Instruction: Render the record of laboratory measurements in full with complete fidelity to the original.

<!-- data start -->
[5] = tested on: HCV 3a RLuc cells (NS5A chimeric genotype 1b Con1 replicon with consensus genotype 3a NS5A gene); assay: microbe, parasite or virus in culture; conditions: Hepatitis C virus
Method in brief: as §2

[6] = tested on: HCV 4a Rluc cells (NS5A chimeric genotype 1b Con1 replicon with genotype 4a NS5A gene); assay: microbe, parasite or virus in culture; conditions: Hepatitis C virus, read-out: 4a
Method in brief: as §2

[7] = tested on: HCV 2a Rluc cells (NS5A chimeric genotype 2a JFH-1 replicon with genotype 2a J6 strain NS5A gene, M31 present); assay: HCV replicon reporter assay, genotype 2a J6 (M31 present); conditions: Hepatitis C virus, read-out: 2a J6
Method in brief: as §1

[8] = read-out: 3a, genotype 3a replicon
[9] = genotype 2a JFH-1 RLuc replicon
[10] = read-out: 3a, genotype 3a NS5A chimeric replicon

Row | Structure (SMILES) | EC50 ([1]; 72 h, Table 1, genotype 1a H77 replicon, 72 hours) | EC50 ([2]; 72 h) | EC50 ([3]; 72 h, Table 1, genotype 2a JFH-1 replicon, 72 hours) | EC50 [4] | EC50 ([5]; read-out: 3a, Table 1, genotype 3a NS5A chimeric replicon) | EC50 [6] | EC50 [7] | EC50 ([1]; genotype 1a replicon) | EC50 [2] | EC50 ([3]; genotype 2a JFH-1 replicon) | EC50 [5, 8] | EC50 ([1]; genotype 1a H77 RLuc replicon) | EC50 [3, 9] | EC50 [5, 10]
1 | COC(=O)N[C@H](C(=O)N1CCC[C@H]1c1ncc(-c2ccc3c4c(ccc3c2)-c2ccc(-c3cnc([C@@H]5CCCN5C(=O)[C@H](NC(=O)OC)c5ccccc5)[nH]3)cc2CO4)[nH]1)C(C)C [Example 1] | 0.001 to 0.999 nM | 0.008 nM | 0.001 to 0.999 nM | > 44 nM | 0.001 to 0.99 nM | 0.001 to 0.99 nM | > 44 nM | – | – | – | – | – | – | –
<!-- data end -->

[5] = tested on: HCV 3a RLuc cells (NS5A chimeric genotype 1b Con1 replicon with consensus genotype 3a NS5A gene); assay: microbe, parasite or virus in culture; conditions: Hepatitis C virus
Method in brief: as §2

[6] = tested on: HCV 4a Rluc cells (NS5A chimeric genotype 1b Con1 replicon with genotype 4a NS5A gene); assay: microbe, parasite or virus in culture; conditions: Hepatitis C virus, read-out: 4a
Method in brief: as §2

[7] = tested on: HCV 2a Rluc cells (NS5A chimeric genotype 2a JFH-1 replicon with genotype 2a J6 strain NS5A gene, M31 present); assay: HCV replicon reporter assay, genotype 2a J6 (M31 present); conditions: Hepatitis C virus, read-out: 2a J6
Method in brief: as §1

[8] = read-out: 3a, genotype 3a replicon
[9] = genotype 2a JFH-1 RLuc replicon
[10] = read-out: 3a, genotype 3a NS5A chimeric replicon

Row | Structure (SMILES) | EC50 ([1]; 72 h, Table 1, genotype 1a H77 replicon, 72 hours) | EC50 ([2]; 72 h) | EC50 ([3]; 72 h, Table 1, genotype 2a JFH-1 replicon, 72 hours) | EC50 [4] | EC50 ([5]; read-out: 3a, Table 1, genotype 3a NS5A chimeric replicon) | EC50 [6] | EC50 [7] | EC50 ([1]; genotype 1a replicon) | EC50 [2] | EC50 ([3]; genotype 2a JFH-1 replicon) | EC50 [5, 8] | EC50 ([1]; genotype 1a H77 RLuc replicon) | EC50 [3, 9] | EC50 [5, 10]
1 | COC(=O)N[C@H](C(=O)N1CCC[C@H]1c1ncc(-c2ccc3c4c(ccc3c2)-c2ccc(-c3cnc([C@@H]5CCCN5C(=O)[C@H](NC(=O)OC)c5ccccc5)[nH]3)cc2CO4)[nH]1)C(C)C [Example 1] | 0.001 to 0.999 nM | 0.008 nM | 0.001 to 0.999 nM | > 44 nM | 0.001 to 0.99 nM | 0.001 to 0.99 nM | > 44 nM | – | – | – | – | – | – | –